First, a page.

The Marimba Ensemble at Holy Cross Parish in Chicago recently celebrated its 25th year of teaching leadership skills and responsibility through music education and positive mentoring. In those 25 years, several generations of players have moved through the program, including Jorge O., one of the writers for our Community Voices series. But as you can see in Jorge’s piece below about the anniversary celebration, though older musicians may have moved on, they never really leave the Marimba Ensemble family.
After 25 years, the Holy Cross Marimba Ensemble was ready to celebrate. There have been a lot of players who have performed for various audiences in Chicago and around the country, and this past summer, musicians from six generations performed for supporters and fans at Holy Cross to mark the occasion. They were not only celebrating 25 years of music but 25 years of hope as well.
Over two decades of history, any group will eventually run into some bumps, like any other journey. In 2015, the Marimba Ensemble was in need of some funds to send the current marimba players on their summer tour of the Southwest. These tours have been the norm every summer; dedicated players are chosen to perform at locations across the country to see what lies beyond our Back of the Yards neighborhood in Chicago. Tours have long been an important part of the ensemble, so in order to raise funds for the 2015 trip, staff members at Holy Cross came up with a vision for this 25th reunion to both celebrate AND fundraise for the tour.
After about three months of organizing the program, food, and fundraising opportunities, the event was taking shape. There would be six groups that would perform. From the perspective of a former Marimba Ensemble member and leader, this was a great opportunity for younger players to see those who paved the way for them and for those retired members to come back and remember their times in the ensemble.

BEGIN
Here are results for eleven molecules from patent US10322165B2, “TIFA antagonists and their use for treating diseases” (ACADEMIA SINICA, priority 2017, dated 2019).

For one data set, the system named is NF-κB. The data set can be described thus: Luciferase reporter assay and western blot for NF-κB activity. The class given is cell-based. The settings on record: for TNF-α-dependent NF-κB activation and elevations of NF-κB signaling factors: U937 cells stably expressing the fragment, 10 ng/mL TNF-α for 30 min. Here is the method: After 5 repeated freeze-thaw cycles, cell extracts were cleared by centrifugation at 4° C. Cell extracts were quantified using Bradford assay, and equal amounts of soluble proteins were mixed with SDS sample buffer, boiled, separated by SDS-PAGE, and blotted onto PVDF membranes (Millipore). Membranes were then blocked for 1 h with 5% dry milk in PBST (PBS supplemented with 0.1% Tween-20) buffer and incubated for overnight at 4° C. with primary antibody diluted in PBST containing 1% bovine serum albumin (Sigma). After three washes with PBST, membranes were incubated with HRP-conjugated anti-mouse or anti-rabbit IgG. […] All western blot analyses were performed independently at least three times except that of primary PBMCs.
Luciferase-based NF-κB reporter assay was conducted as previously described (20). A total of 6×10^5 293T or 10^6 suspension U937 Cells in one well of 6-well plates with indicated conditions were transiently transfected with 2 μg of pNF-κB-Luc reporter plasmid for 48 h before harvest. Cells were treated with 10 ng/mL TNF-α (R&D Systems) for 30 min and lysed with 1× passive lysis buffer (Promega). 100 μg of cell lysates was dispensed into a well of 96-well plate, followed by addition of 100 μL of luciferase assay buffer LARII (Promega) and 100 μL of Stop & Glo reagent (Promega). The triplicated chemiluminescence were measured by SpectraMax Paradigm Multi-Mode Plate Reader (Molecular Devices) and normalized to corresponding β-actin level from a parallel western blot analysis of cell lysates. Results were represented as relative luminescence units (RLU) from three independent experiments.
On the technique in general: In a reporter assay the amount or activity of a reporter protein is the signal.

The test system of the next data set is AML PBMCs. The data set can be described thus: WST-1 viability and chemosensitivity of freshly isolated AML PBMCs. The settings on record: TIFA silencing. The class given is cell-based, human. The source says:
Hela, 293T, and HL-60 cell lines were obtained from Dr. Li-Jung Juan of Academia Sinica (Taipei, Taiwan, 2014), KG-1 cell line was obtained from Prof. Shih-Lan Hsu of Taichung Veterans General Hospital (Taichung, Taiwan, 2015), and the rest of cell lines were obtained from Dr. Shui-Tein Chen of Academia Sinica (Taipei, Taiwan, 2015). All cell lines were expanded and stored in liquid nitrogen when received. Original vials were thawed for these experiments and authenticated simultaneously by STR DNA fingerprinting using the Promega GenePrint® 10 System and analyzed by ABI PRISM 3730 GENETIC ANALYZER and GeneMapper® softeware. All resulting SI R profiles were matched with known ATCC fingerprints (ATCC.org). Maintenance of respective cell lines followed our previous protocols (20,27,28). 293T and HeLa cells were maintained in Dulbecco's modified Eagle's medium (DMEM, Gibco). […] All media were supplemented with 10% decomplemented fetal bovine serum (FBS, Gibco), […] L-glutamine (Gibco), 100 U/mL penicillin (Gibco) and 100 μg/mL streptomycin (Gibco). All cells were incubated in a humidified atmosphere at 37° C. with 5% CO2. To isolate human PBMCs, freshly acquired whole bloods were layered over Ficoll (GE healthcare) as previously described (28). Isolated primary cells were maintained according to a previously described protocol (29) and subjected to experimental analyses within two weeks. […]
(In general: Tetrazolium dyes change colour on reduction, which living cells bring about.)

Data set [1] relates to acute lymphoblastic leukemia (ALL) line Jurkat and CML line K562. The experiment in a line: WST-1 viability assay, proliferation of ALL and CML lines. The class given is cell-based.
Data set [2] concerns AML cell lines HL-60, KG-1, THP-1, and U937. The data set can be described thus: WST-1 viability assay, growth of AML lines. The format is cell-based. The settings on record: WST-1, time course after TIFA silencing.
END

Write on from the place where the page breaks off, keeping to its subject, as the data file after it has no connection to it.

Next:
On June 6th, the current and alumni members of the Marimba Ensemble performed their most monumental concert to date. Supporters, family members, and friends filled Holy Cross. After welcoming the audience to the event, the youngest players in training—dubbed as the future of the ensemble—opened the show.
Group after group performed their songs after the youngest members finished. Each group performed from two to four songs, each one about four or five minutes long. All the groups brought a unique style to their performances. One group wore sunglasses in their performance, and another group even donned Mexican sombreros for their songs. One group even debuted a new song for the event! Each group drew cheers and applause from the audience. The last group to perform was the current active group. When they finished playing, they stood tall, proud that they are the ones still leading the efforts and excited to teach and mentor the younger players so that the cycle of the Marimba Ensemble never dies.
After the concert, a reception was held with food, music, raffle baskets, and a slideshow. During the reception, the Golden Mallet Award—equivalent to the Hall of Fame for the Marimba Ensemble—was given to a veteran player named Irene. She is only the second woman to receive the award, as female players have been scarce in the ensemble until recent times. Seeing a woman who has contributed so much receive the award was an inspiration to a lot of the girls in the group. All in all, the reception was a great event for many alumni members to talk, reminisce, and reconnect with their marimba family.
It was a marvelous day for everyone. Best of all, the event raised enough money to send the current group on their summer tour. The Marimba Ensemble is so important because it’s a place where members learn leadership skills that help them in other real-life situations, such as job interviews and working in a team in their dream job. Based on the energy I saw from the crowd and players during the anniversary concert, it looks like we can anticipate many more anniversaries in which we celebrate the hope that is heard through marimba music.